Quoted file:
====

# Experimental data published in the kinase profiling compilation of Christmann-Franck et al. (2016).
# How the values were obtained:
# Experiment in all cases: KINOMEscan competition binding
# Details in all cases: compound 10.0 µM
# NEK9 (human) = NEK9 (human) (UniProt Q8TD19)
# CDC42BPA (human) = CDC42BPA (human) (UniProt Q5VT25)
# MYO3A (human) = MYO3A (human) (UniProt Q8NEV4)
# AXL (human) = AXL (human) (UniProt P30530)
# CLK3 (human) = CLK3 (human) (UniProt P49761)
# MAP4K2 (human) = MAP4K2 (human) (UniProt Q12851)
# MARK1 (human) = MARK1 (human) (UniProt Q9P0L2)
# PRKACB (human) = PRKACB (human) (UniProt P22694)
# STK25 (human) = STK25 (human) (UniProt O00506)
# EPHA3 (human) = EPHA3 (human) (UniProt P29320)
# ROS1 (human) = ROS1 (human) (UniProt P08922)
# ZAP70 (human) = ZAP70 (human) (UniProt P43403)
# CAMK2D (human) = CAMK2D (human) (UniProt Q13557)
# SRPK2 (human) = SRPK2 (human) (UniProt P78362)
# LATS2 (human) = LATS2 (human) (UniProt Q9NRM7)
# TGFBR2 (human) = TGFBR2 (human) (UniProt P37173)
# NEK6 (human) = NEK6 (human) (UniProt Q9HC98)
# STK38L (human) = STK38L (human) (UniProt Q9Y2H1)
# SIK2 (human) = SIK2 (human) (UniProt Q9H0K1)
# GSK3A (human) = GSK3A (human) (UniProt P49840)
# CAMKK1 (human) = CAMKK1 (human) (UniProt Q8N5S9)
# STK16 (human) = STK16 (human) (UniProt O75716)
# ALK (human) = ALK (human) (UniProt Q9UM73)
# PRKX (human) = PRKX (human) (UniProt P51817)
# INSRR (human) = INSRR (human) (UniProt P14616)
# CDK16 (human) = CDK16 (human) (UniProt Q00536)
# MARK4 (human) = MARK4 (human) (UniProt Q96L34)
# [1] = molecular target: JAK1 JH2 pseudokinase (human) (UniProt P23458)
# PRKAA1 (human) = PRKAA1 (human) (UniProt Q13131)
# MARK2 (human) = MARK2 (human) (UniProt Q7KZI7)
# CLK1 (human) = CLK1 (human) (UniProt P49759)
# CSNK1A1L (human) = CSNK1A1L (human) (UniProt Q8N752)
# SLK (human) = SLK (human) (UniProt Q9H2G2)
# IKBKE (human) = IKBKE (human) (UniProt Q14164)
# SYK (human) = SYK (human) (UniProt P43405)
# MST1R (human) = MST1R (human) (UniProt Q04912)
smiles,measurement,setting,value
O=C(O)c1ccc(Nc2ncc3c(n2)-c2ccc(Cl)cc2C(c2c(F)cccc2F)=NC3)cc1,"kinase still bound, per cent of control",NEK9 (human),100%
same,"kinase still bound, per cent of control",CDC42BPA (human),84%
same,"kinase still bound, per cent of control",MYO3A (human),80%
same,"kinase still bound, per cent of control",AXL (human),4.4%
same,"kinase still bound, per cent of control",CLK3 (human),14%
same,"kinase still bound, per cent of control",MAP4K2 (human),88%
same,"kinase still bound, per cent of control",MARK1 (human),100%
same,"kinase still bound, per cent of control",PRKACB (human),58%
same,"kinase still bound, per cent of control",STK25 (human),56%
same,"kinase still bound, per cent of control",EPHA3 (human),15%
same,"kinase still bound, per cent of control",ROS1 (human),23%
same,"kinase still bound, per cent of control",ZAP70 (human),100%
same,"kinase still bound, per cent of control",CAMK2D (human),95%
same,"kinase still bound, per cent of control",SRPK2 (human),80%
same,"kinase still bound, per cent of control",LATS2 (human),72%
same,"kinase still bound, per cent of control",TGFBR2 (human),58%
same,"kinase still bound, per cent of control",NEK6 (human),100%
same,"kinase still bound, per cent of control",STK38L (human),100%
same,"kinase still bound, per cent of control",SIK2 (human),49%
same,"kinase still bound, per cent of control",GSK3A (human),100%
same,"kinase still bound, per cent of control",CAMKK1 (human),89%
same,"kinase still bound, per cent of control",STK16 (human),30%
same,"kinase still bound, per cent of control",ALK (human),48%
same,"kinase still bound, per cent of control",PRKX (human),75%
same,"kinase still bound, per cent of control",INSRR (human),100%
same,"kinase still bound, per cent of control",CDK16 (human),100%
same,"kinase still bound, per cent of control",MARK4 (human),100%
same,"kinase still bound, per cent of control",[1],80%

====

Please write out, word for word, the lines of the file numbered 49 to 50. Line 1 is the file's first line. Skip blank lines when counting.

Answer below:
same,"kinase still bound, per cent of control",PRKACB (human),58%
same,"kinase still bound, per cent of control",STK25 (human),56%